According to the rules of the game a bowling green cannot be more than 40 metres and no less than 34 metres in the direction of play. The bowling green is divided into strips known as rinks which allow for multiple games to be played on the same green.
Bowling greens require a stringent mowing, feeding and watering programme, and they need regular fungus control treatment. Typically, a bowling green in South Africa uses Cynodon or Bentgrass which is kept incredibly short to ensure field bowlers hit the jack with ease. The speed of the green can be adjusted with the mowing regime.
Life Sports Turf maintains the bowling greens at Country Club Johannesburg and Waterfall Mature Hills.
The bowling green ditch
All bowling greens must be surrounded by a narrow ditch. The ditch is between 200mm and 380mm wide and between 50mm and 200mm deep. Usually a ditch is made from non-harmful materials so as not to damage the jack or wood. The other function of a ditch is to take up excess water.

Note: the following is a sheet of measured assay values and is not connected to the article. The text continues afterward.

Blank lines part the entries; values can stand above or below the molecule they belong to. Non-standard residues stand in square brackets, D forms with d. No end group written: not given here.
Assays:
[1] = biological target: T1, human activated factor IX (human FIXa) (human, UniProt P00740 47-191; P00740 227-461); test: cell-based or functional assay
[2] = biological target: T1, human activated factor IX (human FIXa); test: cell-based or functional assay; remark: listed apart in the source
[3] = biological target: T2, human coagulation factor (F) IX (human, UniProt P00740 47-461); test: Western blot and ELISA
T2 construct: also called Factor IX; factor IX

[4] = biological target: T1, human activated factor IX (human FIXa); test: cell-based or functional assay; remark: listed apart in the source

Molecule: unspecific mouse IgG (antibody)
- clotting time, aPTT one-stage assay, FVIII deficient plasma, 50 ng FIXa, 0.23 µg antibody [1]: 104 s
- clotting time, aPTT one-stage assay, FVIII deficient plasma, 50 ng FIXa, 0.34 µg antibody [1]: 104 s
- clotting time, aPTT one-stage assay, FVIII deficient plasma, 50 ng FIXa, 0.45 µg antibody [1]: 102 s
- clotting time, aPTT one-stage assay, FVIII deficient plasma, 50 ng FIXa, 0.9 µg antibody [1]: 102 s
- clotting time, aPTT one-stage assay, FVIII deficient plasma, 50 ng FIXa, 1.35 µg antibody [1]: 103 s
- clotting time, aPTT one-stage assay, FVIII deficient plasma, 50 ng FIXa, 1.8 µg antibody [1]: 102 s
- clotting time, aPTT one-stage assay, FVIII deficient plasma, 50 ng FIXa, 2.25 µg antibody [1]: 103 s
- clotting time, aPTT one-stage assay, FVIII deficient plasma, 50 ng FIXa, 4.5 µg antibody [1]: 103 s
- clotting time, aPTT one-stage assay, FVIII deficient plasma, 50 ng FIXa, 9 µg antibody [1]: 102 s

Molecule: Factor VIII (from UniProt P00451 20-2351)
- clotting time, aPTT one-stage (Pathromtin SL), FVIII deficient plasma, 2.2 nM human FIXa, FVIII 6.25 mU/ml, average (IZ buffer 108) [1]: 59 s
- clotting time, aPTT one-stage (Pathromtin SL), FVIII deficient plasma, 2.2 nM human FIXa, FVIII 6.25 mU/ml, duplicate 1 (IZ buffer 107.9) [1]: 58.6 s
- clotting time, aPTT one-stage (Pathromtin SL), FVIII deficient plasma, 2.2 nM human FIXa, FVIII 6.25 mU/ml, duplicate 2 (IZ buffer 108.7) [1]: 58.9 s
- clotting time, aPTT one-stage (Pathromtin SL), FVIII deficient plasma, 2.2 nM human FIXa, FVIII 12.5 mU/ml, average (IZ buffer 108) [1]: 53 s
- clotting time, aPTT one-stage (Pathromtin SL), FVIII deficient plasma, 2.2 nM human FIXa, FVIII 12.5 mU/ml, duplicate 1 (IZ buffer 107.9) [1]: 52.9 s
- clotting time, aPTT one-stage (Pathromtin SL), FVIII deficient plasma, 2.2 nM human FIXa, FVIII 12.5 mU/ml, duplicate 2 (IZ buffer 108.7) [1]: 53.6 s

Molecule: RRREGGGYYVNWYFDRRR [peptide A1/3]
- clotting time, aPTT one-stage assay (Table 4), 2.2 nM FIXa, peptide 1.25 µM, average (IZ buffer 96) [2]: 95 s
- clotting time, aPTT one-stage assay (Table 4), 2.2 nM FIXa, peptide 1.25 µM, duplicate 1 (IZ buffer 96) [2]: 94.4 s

Preventing lawn disease and fungi
The shorter the lawn is kept the more susceptible the grass is to fungi and diseases as the grass is not able to photosynthesize effectively.
Bowling greens are not water-wise and have to be watered frequently. Bowling green lawn maintenance is somewhat similar to golf greens.
Types of bowling greens
There are two types of bowling greens soil-based greens and silica sand based greens.
Artificial grass bowling greens
It is not just the balls in bowls that have evolved from wood into composite plastic, the bowling greens have changed too. Bowling greens in warmer and drier climates than lawn bowl’s native England can be made from artificial lawn.
We maintain and install both natural and synthetic bowling greens and we’re bias towards a Life Sports Turf bowling green.